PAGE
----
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July 21, 2022

South Korea delays 20% crypto tax until 2025

There will be no 20% tax on crypto profits under the amount of 2.5 million won ($1,942.20) until January 20, 2025, the South Korea government stated Thursday, citing “the absence of an investor safety framework” as the reason for delaying taxes. Taxes are levied on revenue from the transfer or lending of cryptocurrency assets.

An article in a local media outlet said that the 20% tax was scheduled to go into force beginning in January 2023. As a result of the May Terra (LUNA) blockchain drama, the government has postponed its decision for two more years.

Additionally, the administration cited unpredictable market circumstances as a major factor in the delay. By 2025, according to a study, the Korean government plans to put in place a comprehensive regulatory framework to defend consumers’ rights.

The 2022 tax change, which was scheduled to take effect next year, would allow Korean investors to claim a 20% income tax on digital asset gains of up to $1,942.

In addition, South Korea imposed an additional 20% tax on earnings that exceeded the stipulated maximum for the year. The implementation of this extra tax will proceed as planned.

Withholding taxes of 11 percent and 22 percent of net capital gains on earnings produced from the sale of cryptocurrencies by a foreign person or corporation are also included in the new law.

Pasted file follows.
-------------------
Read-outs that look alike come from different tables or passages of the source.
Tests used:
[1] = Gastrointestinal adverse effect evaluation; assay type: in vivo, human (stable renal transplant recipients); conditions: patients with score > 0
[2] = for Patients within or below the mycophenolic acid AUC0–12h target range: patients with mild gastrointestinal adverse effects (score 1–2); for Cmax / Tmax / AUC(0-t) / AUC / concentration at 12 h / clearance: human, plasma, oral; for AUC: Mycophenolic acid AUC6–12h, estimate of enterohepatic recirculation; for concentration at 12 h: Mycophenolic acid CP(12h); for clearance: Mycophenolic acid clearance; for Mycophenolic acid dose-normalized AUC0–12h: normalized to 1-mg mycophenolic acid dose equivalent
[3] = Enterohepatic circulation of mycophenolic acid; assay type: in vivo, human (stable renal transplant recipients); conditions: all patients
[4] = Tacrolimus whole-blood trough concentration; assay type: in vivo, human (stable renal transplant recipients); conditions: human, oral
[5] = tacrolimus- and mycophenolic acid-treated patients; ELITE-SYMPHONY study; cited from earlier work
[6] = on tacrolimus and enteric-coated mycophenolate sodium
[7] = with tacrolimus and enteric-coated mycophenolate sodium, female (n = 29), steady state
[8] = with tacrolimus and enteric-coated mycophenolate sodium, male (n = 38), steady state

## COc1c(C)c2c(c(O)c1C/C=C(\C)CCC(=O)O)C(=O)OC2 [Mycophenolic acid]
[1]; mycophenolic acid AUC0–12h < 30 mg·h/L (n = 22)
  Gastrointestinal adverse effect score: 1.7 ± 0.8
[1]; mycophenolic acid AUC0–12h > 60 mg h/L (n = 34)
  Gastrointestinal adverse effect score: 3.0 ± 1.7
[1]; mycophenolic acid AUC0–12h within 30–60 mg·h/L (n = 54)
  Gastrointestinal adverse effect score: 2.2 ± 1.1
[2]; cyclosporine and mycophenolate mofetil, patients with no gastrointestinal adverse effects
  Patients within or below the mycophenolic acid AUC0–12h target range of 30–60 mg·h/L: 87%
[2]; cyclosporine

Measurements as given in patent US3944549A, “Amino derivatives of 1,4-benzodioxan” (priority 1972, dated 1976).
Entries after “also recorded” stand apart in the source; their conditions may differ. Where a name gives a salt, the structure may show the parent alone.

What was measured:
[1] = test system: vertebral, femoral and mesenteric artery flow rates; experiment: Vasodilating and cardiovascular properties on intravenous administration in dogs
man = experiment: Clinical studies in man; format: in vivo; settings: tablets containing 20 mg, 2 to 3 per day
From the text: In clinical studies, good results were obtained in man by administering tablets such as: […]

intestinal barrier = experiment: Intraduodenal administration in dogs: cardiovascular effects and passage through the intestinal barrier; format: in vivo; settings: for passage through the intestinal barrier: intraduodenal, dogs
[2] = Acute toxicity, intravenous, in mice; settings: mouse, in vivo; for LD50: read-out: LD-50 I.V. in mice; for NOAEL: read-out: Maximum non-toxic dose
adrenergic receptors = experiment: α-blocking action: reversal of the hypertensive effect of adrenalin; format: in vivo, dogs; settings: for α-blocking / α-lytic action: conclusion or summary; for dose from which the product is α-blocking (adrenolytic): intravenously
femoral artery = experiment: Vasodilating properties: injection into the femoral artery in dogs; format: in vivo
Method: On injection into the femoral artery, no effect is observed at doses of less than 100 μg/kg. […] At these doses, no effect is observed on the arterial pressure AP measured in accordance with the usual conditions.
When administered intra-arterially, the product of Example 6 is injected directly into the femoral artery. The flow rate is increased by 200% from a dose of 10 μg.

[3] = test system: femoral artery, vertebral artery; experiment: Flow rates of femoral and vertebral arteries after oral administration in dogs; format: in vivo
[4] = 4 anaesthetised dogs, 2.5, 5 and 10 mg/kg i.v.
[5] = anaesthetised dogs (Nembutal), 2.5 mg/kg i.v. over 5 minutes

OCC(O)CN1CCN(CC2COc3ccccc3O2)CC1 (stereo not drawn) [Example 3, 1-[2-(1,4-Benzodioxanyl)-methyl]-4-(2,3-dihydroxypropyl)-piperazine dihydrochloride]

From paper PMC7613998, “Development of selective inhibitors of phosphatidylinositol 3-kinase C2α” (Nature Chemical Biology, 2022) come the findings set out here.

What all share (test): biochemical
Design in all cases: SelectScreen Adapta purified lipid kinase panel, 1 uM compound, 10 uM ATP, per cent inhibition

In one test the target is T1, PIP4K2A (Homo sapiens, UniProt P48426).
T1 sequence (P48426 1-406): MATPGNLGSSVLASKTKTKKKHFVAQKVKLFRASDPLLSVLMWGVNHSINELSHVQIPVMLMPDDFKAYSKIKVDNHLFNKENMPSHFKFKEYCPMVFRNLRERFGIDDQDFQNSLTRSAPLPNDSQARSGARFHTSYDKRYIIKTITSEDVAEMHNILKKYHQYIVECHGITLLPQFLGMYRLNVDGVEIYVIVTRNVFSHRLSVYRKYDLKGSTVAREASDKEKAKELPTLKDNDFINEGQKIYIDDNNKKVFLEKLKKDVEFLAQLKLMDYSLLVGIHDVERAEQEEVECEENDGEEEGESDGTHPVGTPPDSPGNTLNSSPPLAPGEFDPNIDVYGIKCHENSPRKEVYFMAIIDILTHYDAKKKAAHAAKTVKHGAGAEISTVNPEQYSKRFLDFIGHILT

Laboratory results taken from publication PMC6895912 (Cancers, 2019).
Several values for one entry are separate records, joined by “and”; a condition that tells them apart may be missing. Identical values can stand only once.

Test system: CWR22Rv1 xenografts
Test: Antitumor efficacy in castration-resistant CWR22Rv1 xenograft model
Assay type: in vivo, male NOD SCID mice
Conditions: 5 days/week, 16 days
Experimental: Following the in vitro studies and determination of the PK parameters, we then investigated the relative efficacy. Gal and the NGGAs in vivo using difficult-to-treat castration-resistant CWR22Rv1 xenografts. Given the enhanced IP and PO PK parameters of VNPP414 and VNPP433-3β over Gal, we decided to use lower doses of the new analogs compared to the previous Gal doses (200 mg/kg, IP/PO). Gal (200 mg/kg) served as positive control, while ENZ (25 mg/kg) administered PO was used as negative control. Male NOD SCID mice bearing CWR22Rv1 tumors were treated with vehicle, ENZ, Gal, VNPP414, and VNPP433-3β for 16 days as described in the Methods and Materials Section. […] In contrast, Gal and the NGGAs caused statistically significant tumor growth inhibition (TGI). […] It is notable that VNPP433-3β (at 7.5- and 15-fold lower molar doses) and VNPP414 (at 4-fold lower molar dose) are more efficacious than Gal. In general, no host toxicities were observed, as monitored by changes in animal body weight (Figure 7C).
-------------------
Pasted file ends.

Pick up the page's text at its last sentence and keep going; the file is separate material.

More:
A new tax law empowers authorities to look into the validity of tax exemptions claimed under the terms of a tax treaty for income derived from non-residents in part by investigating taxpayers based on tax treaty exclusions.

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It was intimated by the South Korean government that it would enforce the “Digital Asset Framework Act,” which was put in place to supervise the virtual asset rights company in 2025 when the tax was introduced. A regulatory strategy for virtual currencies is expected to be in place by the end of the month, according to officials.

The government is going to build up a framework for crypto exchanges operating inside its jurisdiction, as previously reported in June, to avoid what occurred with Terraform from happening again.